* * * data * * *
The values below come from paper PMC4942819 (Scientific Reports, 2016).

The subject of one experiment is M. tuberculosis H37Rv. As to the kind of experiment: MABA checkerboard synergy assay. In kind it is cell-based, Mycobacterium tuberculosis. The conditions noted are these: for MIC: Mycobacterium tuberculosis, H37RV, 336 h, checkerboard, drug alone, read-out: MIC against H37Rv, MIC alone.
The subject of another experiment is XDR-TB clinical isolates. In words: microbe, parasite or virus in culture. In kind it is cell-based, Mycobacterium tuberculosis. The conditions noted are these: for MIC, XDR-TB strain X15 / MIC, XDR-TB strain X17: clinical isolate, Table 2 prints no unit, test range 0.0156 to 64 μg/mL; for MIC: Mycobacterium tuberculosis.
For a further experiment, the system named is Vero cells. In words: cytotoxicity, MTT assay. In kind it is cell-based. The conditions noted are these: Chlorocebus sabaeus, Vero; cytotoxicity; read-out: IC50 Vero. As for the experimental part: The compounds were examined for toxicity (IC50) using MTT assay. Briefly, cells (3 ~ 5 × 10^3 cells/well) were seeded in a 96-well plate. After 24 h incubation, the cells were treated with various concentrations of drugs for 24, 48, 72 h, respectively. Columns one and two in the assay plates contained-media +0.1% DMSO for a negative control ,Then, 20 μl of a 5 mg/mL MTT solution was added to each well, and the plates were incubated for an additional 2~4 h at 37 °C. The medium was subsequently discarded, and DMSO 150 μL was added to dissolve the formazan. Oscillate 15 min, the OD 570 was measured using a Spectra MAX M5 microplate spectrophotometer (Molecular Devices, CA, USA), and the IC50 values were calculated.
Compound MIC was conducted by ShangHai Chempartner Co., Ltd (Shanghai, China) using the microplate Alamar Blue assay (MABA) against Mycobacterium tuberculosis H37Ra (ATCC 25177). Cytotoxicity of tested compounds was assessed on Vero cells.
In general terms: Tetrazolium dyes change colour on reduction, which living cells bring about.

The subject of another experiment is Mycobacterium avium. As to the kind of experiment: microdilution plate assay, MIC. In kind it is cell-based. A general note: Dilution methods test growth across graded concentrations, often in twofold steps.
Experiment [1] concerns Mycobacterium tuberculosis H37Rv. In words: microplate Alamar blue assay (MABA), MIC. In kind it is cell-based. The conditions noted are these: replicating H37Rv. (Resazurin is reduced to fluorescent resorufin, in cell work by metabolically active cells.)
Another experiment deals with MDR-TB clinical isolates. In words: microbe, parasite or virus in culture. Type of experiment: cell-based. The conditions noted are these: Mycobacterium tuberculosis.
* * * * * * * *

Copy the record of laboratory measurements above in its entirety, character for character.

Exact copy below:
The values below come from paper PMC4942819 (Scientific Reports, 2016).

The subject of one experiment is M. tuberculosis H37Rv. As to the kind of experiment: MABA checkerboard synergy assay. In kind it is cell-based, Mycobacterium tuberculosis. The conditions noted are these: for MIC: Mycobacterium tuberculosis, H37RV, 336 h, checkerboard, drug alone, read-out: MIC against H37Rv, MIC alone.
The subject of another experiment is XDR-TB clinical isolates. In words: microbe, parasite or virus in culture. In kind it is cell-based, Mycobacterium tuberculosis. The conditions noted are these: for MIC, XDR-TB strain X15 / MIC, XDR-TB strain X17: clinical isolate, Table 2 prints no unit, test range 0.0156 to 64 μg/mL; for MIC: Mycobacterium tuberculosis.
For a further experiment, the system named is Vero cells. In words: cytotoxicity, MTT assay. In kind it is cell-based. The conditions noted are these: Chlorocebus sabaeus, Vero; cytotoxicity; read-out: IC50 Vero. As for the experimental part: The compounds were examined for toxicity (IC50) using MTT assay. Briefly, cells (3 ~ 5 × 10^3 cells/well) were seeded in a 96-well plate. After 24 h incubation, the cells were treated with various concentrations of drugs for 24, 48, 72 h, respectively. Columns one and two in the assay plates contained-media +0.1% DMSO for a negative control ,Then, 20 μl of a 5 mg/mL MTT solution was added to each well, and the plates were incubated for an additional 2~4 h at 37 °C. The medium was subsequently discarded, and DMSO 150 μL was added to dissolve the formazan. Oscillate 15 min, the OD 570 was measured using a Spectra MAX M5 microplate spectrophotometer (Molecular Devices, CA, USA), and the IC50 values were calculated.
Compound MIC was conducted by ShangHai Chempartner Co., Ltd (Shanghai, China) using the microplate Alamar Blue assay (MABA) against Mycobacterium tuberculosis H37Ra (ATCC 25177). Cytotoxicity of tested compounds was assessed on Vero cells.
In general terms: Tetrazolium dyes change colour on reduction, which living cells bring about.

The subject of another experiment is Mycobacterium avium. As to the kind of experiment: microdilution plate assay, MIC. In kind it is cell-based. A general note: Dilution methods test growth across graded concentrations, often in twofold steps.
Experiment [1] concerns Mycobacterium tuberculosis H37Rv. In words: microplate Alamar blue assay (MABA), MIC. In kind it is cell-based. The conditions noted are these: replicating H37Rv. (Resazurin is reduced to fluorescent resorufin, in cell work by metabolically active cells.)
Another experiment deals with MDR-TB clinical isolates. In words: microbe, parasite or virus in culture. Type of experiment: cell-based. The conditions noted are these: Mycobacterium tuberculosis.